With his wife's disappearance having become the focus of an intense media circus, a man sees the spotlight turned on him when it's suspected that he may not be innocent.


David Fincher


Gillian Flynn (screenplay), Gillian Flynn (novel)
168 ( 34)
Top Rated Movies #190 | Nominated for 1 Oscar. Another 64 wins & 187 nominations. See more awards »





Cast overview, first billed only:
Ben Affleck ... Nick Dunne
Rosamund Pike ... Amy Dunne
Neil Patrick Harris ... Desi Collings
Tyler Perry ... Tanner Bolt
Carrie Coon ... Margo Dunne
Kim Dickens ... Detective Rhonda Boney
Patrick Fugit ... Officer James Gilpin
David Clennon ... Rand Elliott
Lisa Banes ... Marybeth Elliott
Missi Pyle ... Ellen Abbott
Emily Ratajkowski ... Andie Fitzgerald
Casey Wilson ... Noelle Hawthorne
Lola Kirke ... Greta
Boyd Holbrook ... Jeff
Sela Ward ... Sharon Schieber


On the occasion of his fifth wedding anniversary, Nick Dunne reports that his wife, Amy, has gone missing. Under pressure from the police and a growing media frenzy, Nick's portrait of a blissful union begins to crumble. Soon his lies, deceits and strange behavior have everyone asking the same dark question: Did Nick Dunne kill his wife? Written by Twentieth Century Fox

Plot Summary | Plot Synopsis


Was Nick Dunne lying? See more »

Motion Picture Rating (MPAA)

Rated R for a scene of bloody violence, some strong sexual content/nudity, and language | See all certifications »

Parents Guide:

View content advisory »

Did You Know?


With Rosamund Pike getting nominated for Best Actress for this film, this marks the fourth consecutive film that David Fincher has directed Oscar-nominated performances (Brad Pitt and Taraji P. Henson for The Curious Case of Benjamin Button (2008); Jesse Eisenberg for The Social Network (2010); and Rooney Mara for The Girl with the Dragon Tattoo (2011)). See more »


Nick pulls some Dreyer's ice cream out of the freezer. Dreyer's is not sold under that name in Missouri where the movie is based. In Missouri, it is marketed as Edy's ice cream. See more »


[first lines]
Nick Dunne: When I think of my wife, I always think of the back of her head. I picture cracking her lovely skull, unspooling her brain, trying to get answers. The primal questions of a marriage: What are you thinking? How are you feeling? What have we done to each other? What will we do?
See more »

Crazy Credits

The principal names individually fade in and out onscreen in just 2 seconds each, half the normal time for a screen credit. See more »


Featured in 2015 MTV Movie Awards (2015) See more »


Cool Cat
Written by Simon Thorpe and John Donaldson
Courtesy of APM Music
See more »

User Reviews

A Cynical, Masterful Caricature of Modern Relationships
1 August 2017 | by manisimmatiSee all my reviews

Amy and Nick Dunne are young, stylish and charming. The immaculate dream couple? It seems so, at least on the face of it. But infidelity and financial troubles let the glamorous façade crumble. One morning, Amy disappears without a trace, and Nick becomes suspect. Did he kill his wife? The media depict him as an uncaring husband, and he's trying desperately to correct that image. But what if he really is the murderer everyone believes him to be?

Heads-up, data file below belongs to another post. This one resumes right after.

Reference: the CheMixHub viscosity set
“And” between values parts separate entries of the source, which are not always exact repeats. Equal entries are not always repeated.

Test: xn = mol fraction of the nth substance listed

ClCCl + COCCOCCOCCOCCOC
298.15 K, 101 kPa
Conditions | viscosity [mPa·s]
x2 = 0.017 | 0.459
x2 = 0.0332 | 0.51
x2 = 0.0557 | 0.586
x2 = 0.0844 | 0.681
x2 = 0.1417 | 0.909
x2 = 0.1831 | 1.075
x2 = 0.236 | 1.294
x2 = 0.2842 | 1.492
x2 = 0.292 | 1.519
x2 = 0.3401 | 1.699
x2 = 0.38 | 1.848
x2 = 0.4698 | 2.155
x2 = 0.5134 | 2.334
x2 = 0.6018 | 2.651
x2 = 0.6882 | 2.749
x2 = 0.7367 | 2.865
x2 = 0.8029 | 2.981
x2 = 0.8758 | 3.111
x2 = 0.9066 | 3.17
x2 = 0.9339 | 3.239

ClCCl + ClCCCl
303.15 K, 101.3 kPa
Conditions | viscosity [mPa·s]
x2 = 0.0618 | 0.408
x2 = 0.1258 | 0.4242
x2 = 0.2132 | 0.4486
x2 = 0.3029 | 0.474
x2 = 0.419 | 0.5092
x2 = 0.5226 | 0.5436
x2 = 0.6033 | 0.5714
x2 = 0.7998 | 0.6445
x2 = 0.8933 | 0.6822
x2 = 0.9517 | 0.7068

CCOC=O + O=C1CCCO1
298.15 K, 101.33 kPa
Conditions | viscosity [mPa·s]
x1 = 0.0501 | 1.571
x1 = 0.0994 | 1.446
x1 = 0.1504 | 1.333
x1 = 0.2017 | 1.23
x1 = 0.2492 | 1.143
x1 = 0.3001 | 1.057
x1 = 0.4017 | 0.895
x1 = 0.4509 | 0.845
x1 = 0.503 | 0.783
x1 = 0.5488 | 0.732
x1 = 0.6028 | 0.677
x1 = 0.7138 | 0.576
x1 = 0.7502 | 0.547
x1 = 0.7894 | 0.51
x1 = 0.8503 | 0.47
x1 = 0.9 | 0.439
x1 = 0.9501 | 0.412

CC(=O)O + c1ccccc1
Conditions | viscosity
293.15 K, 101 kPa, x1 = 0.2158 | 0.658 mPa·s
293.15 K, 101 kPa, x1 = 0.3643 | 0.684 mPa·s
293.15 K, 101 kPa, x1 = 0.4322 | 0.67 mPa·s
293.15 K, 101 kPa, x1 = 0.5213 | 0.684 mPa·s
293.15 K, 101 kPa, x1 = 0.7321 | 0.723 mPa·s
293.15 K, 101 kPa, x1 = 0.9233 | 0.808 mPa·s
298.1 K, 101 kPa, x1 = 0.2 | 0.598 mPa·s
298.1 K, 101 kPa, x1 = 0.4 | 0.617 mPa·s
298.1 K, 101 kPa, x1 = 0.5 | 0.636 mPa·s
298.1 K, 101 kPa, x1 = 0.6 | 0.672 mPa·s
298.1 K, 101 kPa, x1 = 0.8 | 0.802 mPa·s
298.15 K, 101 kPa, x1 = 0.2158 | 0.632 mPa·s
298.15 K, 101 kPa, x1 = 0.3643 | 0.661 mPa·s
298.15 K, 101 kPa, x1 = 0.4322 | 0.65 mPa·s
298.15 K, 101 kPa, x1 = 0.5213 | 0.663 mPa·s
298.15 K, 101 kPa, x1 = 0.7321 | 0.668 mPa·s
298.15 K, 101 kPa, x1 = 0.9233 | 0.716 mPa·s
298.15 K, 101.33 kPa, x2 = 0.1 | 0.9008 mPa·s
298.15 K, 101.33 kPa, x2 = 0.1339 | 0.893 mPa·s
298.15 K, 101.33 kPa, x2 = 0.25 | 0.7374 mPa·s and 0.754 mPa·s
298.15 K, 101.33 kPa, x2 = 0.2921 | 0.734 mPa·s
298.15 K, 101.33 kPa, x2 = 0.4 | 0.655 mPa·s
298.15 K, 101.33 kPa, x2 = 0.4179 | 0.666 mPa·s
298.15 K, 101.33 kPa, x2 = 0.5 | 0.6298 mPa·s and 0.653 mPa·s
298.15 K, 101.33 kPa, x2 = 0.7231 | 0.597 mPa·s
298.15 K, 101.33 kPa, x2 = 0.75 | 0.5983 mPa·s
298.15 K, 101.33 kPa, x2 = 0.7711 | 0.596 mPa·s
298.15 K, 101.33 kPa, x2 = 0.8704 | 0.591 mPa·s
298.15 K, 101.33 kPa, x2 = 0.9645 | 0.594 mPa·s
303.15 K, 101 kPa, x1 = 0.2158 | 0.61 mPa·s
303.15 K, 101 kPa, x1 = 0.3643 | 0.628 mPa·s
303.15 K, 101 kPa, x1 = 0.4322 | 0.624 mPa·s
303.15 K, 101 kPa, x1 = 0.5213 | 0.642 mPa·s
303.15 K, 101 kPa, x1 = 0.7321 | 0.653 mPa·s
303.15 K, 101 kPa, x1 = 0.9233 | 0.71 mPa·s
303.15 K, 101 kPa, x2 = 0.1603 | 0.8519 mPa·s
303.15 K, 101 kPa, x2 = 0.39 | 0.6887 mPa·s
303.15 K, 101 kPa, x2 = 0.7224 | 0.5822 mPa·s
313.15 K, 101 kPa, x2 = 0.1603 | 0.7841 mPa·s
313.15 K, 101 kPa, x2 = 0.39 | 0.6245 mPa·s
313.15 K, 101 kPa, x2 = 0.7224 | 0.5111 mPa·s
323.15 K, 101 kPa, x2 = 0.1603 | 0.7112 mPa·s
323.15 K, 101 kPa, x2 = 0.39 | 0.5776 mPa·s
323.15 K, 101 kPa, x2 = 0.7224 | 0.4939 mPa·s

"Gone Girl", based on the Gillian Flynn novel of the same name, is a masterful thriller, a sharp-sighted media satire and a cynical analysis of modern marriage. Flynn herself wrote the screenplay for the movie adaptation, and David Fincher turns the already disturbing story into something even darker. "Gone Girl" is a perfect fit for Fincher, as it is concerned with two of his favorite themes: gender issues and modern media. The main topic here is how the media are shaping our own identities. Nick Dunne has to adapt to the expectations of the public in order to survive. As his lawyer Tanner Bolt puts it: "This case is about what people think of you."

Amy and Nick both just play a character. They pretend to be a perfect couple. The movie suggests that pretending and being are not as far apart as we tend to think. When everyone plays along, the shallow masks are going to work. The much-maligned ending underlines this insight perfidiously. It's the point where "Gone Girl" becomes a pitch-black social satire. The last act isn't a thriller anymore, it's a grotesque caricature of modern relationships. I've never seen anything like it, and I can't praise Fincher enough for the risk he took with the last half an hour of this movie.

Ben Affleck is great as the insipid husband Nick. You love to hate him. Rosamund Pike is simply mind-blowing. You'll also see Neil Patrick Harris and Tyler Perry in unusual roles. My personal favorite is Carrie Coon as Nick's caring yet foul-mouthed sister Margo. She's the heart of this movie, because unlike everyone else, she genuinely speaks her mind. Kim Dickens as the clever detective Rhonda Boney is pretty approachable, too.

"Gone Girl" might be Fincher's most splendid masterpiece yet. This movie is so unsettling and cynical, it feels like it was directed by the love child of Alfred Hitchcock and Lars von Trier. If that's not awesome, I don't know what is.

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Release Date:

3 October 2014 (USA) See more »

Also Known As:

Gone Girl See more »

Filming Locations:

Cape Girardeau, Missouri, USA See more »


Box Office


$61,000,000 (estimated)

Opening Weekend USA:

$37,513,109, 5 October 2014

Gross USA:


Cumulative Worldwide Gross:

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Company Credits

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Technical Specs




Aspect Ratio:

2.39 : 1
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